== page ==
By Anna Arutunyan,

Why should I read it?

1 author picked Putin Mystique Inside Russia's Power Cult as one of their favorite books, and they share why you should read it.

What is this book about?

GETTING TO GRIPS WITH RUSSIA’S 21ST CENTURY TSAR Vladimir V. Putin has confounded world leaders and defied their assumptions as they tried to figure him out, only to misjudge him time and again. The Putin Mystique takes the reader on a journey through the Russia of Vladimir Putin, named by Forbes magazine in 2013 as the most powerful man in the world. It is a neo-feudal world where iPads, WTO membership, and Brioni business suits conceal a power structure straight out of the Middle Ages, where the Sovereign is perceived as both divine and demonic, where a man’s riches are…


Book cover of Between Two Fires: Truth, Ambition, and Compromise in Putin's Russia

Mark Galeotti Author Of We Need to Talk about Putin: Why the West Gets Him Wrong, and How to Get Him Right

From my list on understand today’s Russia.

Why am I passionate about this?

It’s all about the stories. Although I have been a professor, a think-tanker, and a secondee to the Foreign Office, by training I am a historian, so I love compelling, vivid, extraordinary stories, and for me, the best ones come from Russia. Having been traveling there since Soviet times, done my Ph.D. on it, drunk there with spooks and gangsters, talked late in the night in the kitchens of artists and journalists, I am as hooked as I ever was, and privileged to be able to write, teach, lecture and think about this splendidly bizarre place.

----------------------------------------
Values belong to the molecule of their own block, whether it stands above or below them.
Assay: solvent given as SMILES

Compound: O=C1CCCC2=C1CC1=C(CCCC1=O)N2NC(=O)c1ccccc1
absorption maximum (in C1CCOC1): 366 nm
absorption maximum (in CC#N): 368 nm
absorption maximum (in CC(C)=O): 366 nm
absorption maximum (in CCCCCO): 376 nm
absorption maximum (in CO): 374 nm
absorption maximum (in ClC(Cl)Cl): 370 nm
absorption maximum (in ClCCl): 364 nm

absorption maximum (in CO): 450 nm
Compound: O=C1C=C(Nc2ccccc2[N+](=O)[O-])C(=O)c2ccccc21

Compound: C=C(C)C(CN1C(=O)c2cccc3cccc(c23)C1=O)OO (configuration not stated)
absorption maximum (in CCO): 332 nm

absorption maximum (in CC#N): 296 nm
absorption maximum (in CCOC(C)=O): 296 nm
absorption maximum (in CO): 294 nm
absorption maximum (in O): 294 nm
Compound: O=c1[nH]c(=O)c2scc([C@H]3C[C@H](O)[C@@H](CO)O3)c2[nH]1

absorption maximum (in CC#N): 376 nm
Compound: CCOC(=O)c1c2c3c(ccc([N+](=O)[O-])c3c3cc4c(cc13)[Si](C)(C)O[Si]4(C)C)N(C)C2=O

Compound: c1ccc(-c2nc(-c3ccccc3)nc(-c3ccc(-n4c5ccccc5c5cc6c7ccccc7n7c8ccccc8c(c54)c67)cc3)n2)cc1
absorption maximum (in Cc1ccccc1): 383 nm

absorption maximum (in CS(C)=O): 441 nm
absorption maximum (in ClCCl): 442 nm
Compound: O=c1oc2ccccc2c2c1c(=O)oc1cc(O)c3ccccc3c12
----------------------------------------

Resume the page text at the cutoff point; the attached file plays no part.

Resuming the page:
Mark's book list on understand today’s Russia

Mark Galeotti Why did Mark love this book?

Russians are not intrinsically good, bad, or ugly, they’re just like the rest of us. But living in Putin’s era often forces all kinds of compromises on people, especially if they want to live well and make a difference to the world around them. New Yorker’s Yaffa digs deep into the experiences of eight such ambitious Russians, some of whom deformed themselves to thrive, others of whom were all but broken by the experience. It’s not always the easiest book to read, but it’s an excellent exploration of what living in today’s Russia can mean.

By Joshua Yaffa,

Why should I read it?

1 author picked Between Two Fires as one of their favorite books, and they share why you should read it.

What is this book about?

SHORTLISTED FOR THE ORWELL PRIZE FOR POLITICAL WRITING

In this penetrating exploration of contemporary Russia, Joshua Yaffa meets a variety of Russians - from politicians and entrepreneurs to artists and historians - who have built their careers and constructed their identities in the shadow of the Putin system. Torn between their own ambitions and the omnipresent demands of the state, each has found that compromise is essential for survival and success. Between Two Fires is an intimate and probing portrait of a nation much discussed but little understood, and an urgent lesson about the nature of modern authoritarianism.


Book cover of Nothing Is True and Everything Is Possible: The Surreal Heart of the New Russia

Stephan Lewandowsky Author Of The Debunking Handbook 2020

From my list on the perils facing democracy.

Why am I passionate about this?